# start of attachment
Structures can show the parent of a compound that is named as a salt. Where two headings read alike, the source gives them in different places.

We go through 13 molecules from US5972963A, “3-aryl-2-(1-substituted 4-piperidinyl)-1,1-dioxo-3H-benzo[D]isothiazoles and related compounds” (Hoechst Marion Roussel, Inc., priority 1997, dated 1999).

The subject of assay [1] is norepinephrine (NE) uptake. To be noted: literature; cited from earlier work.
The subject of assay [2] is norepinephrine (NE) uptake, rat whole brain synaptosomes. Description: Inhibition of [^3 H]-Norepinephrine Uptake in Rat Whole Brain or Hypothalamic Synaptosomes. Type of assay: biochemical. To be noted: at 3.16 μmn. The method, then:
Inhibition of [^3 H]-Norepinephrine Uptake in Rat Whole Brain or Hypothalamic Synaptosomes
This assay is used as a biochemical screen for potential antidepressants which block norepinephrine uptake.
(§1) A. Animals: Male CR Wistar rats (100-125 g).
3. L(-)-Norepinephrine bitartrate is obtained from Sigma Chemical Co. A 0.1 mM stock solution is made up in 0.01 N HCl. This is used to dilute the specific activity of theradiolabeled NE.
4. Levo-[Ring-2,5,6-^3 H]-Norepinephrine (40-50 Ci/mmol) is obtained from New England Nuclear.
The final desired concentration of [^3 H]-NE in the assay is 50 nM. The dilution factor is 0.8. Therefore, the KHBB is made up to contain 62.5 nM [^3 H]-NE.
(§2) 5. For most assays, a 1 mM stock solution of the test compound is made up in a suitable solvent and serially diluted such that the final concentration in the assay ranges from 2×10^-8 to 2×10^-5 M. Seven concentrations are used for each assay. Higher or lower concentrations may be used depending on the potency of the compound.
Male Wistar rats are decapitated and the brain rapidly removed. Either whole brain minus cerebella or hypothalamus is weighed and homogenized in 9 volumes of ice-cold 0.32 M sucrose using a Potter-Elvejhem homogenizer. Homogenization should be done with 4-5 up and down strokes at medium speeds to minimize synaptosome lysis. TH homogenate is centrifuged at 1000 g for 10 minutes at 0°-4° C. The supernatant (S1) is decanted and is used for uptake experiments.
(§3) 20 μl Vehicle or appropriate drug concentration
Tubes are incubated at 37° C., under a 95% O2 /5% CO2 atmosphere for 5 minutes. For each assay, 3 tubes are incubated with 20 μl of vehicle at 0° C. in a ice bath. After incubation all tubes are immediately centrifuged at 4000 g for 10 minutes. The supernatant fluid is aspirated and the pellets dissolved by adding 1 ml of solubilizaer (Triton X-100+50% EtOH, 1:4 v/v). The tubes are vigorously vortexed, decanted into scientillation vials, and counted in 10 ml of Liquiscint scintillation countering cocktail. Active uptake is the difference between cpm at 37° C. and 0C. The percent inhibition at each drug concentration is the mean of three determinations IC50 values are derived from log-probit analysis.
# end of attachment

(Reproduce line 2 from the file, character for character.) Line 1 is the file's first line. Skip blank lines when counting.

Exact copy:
We go through 13 molecules from US5972963A, “3-aryl-2-(1-substituted 4-piperidinyl)-1,1-dioxo-3H-benzo[D]isothiazoles and related compounds” (Hoechst Marion Roussel, Inc., priority 1997, dated 1999).